4K Wild nature – high density test (ultra wide for wall projection)
4K Tended nature – high density test (ultra wide for wall projection)
4K Wild nature – low density test (Variation 1)
4K Wild nature – low density test (Variation 2)
4K Tended nature – Low density test (Variation 1)
4K Tended nature – Low density test (Variation 2)
To create the best custom environment for research, we made the choice to create nature digitally. This way, we ensure that content can be easily adapted after production in a time and cost-efficient manner
These are the key iterations where renders were made for the target audience to experience. Within the versions there where other, smaller iterations, but these additions did not require separate renders.
Production of the first environment was based on results from the first research round. The terrain was built with help from photos that were pretested for their appeal to the target audience
To arrive at the different conditions needed for the research, several environments were created. We made a distinction between wild and tended nature to investigate whether social affordances within an environment (objects associated with social interaction such as a bench and lighting to enhance visibility and safety) would enhance social aspirations and related experiences.
Spaciousness is a key variable in our project and relates to tree density: low tree density creates the impression of a spacious environment, whereas high tree density rather creates the impression of a non-spacious environment. Once, we had the high density environment, we took away a lot of trees and details to arrive at a low density environment (after which we made new videos of both types of environments).
For a more realistic experience, we decided to add SoundFX to the environments. The soundFX files that were tested and implemented were realistic sounds from nature (including bird sounds). Later on in the project, additional sounds were added like gravel footsteps and wind.
Because of the high trees, there were a lot of dark shades visible. We scaled down the shades by placing the trees more strategically into the fields and away from the walking routes.
Also in this iteration, a lot of work was involved to get the lighting right. We played with saturation and clarity to arrive at the most realistic animation. (also considering the goal to run not only on extreme PC configurations)
For one of the studies, we wanted to project the nature scenes on a huge screen within an open area (such as an open lab setting or the hallway of a care center). We produced a wide-angle animation (32:9; 4K resolution). These animations were tested within the BMSLab at the University of Twente.
Online connectivity between people tuning in from different locations requires a multiplayer game mechanic. Multiple multiplayer options were explored within this project.
Finally, the multiplayer option was left out because of associated difficulties with camera control. The target audience had a hard time with this “gamified” way of moving within the interactive animation.
When we decided to leave out the multiplayer variations in this project, we needed another way to incorporate more than just one (standing) point of view.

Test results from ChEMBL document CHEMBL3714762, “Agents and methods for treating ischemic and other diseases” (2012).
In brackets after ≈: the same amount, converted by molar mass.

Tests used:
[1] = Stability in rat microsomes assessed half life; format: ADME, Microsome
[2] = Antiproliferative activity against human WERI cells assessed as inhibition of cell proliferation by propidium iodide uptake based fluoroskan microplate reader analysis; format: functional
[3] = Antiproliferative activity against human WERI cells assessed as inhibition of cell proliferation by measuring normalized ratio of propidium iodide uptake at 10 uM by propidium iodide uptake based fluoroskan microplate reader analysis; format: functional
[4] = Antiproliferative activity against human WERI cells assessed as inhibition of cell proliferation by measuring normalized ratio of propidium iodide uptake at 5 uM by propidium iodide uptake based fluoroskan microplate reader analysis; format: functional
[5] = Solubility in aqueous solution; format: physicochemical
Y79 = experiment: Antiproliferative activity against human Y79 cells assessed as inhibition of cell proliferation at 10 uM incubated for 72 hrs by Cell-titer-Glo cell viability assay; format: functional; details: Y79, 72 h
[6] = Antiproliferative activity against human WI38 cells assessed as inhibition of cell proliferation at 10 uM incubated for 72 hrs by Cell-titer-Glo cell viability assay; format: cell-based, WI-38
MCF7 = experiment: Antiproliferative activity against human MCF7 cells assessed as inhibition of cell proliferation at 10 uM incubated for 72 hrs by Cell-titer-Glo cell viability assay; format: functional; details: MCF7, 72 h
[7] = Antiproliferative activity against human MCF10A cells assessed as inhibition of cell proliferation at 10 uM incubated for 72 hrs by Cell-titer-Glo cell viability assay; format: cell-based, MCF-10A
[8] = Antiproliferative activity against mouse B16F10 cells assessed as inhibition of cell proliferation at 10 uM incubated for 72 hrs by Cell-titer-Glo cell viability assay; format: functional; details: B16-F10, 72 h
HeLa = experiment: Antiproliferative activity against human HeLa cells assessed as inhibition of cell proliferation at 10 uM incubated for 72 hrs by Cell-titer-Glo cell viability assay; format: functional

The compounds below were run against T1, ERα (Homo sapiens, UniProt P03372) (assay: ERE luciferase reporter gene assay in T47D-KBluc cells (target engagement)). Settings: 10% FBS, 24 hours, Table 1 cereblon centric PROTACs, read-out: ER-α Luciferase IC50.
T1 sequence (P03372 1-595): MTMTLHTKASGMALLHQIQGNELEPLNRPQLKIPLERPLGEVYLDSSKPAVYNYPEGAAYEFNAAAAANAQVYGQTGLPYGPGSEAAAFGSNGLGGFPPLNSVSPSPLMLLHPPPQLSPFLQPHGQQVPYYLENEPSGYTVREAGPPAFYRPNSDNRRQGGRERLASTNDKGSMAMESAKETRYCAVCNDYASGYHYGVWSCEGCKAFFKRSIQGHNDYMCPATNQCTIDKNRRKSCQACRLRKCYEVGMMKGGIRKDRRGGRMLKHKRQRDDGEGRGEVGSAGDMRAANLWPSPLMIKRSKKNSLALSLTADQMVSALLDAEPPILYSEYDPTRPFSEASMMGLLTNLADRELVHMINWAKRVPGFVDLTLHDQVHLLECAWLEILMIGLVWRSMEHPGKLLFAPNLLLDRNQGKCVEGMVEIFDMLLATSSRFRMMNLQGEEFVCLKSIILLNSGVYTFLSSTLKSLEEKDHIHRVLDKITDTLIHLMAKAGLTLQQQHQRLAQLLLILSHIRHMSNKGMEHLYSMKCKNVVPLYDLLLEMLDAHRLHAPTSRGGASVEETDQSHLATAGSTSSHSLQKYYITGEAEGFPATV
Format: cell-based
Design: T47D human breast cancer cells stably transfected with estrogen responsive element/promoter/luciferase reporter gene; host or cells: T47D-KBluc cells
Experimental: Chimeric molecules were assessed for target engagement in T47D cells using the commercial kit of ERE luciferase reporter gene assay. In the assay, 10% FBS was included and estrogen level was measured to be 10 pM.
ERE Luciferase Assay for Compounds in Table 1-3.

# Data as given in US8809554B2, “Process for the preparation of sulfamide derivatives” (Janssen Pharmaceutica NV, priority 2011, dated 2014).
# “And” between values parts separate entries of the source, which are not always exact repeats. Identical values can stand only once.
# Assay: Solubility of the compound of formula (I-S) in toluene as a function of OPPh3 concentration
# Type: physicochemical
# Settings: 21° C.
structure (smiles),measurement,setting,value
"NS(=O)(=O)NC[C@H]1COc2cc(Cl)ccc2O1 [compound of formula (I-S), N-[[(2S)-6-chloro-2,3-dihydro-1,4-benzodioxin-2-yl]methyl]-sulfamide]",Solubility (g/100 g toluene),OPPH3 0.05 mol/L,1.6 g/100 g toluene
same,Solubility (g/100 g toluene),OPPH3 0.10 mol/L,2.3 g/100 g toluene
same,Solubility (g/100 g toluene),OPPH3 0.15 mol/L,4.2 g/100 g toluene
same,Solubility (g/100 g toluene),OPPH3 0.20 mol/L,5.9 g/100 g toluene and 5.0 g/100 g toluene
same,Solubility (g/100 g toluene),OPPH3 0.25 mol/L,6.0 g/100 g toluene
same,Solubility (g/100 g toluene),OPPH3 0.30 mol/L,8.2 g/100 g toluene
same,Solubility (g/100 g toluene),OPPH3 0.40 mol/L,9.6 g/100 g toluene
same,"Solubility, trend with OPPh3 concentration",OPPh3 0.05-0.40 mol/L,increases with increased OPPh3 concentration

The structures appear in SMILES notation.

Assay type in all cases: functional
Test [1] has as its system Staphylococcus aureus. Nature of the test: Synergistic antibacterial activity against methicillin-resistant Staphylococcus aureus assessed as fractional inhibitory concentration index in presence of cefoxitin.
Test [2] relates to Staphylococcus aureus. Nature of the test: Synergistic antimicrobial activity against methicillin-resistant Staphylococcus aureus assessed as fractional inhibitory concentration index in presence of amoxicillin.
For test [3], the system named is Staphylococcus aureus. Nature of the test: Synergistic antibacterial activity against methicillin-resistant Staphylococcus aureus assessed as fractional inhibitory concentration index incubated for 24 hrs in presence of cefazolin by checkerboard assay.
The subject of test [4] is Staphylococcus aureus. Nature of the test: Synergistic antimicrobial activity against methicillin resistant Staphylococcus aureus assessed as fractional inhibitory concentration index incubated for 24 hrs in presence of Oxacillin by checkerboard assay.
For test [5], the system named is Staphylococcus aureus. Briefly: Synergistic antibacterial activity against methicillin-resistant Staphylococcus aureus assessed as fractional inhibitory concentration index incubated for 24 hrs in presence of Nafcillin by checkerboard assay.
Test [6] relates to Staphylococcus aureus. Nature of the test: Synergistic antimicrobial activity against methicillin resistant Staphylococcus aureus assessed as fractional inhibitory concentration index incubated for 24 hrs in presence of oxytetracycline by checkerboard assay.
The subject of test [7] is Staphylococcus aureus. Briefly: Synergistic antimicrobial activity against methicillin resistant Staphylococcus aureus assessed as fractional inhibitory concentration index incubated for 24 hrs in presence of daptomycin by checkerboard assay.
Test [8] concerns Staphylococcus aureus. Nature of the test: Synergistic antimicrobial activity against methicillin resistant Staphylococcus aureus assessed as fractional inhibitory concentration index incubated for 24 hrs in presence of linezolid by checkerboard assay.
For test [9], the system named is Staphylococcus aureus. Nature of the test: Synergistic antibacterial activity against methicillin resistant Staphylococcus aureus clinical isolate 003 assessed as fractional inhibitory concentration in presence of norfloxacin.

We created a route in the environment that feels like a self-selected walking route where one can just sit down and enjoy the view.
Additional work on the routes within the environment (including rendering options) took place at this stage.
To play online was a wish that we all had during the COVID-19 pandemic. For high performance game play, hardware requirements are many. Next to the high performance issue, a WebGL build needs a stable and an ultra high speed internet connection that isn’t easily available for the target audience.
Also, we had serious issues to get the enhanced lighting right in the WebGL version. The hardware needed was in place to produce, but the target audience needs a high-end system also, which is often not in place.
In the end, our digital nature environment should run as a stand alone app, or within an app (e.g., available in the app-store) and airplayed through other protocols (streaming)
We enclosed the final product in .exe format. Unity offers the possibility to export for all sorts of platforms. Within this project we opted for a PC build because we had that hardware available. We tested for export to Apple and webGL as well.
For future developments, a stand alone could be used or an external service like shadow (https://shadow.tech)
Building a website for the project that also functions as a demonstrator and a communication channel for our project was important. To this end, we made a selection of the environments, the different iterations and various renders, and included them here.
The digital nature experience that was made within the game engine Unity was exported as a desktop pc build (.exe).
This application can be installed on a Windows 10 desktop computer or laptop. To run this application smoothly, please find below the minimal hardware requirements
Minimum system requirements
Download the application via the button below, after downloading the .rar file you can unpack the compressed rar file on your computer. After unpacking the files, execute the app (Growing Roots (Default).exe) by double clicking. After a few moments (this depends on the performance of your computer), a panel will pop up that allows you to select the resolution that fits your screen. Next, click OK.
Now the application will be started. The image below shows the main menu that you will see after starting the application.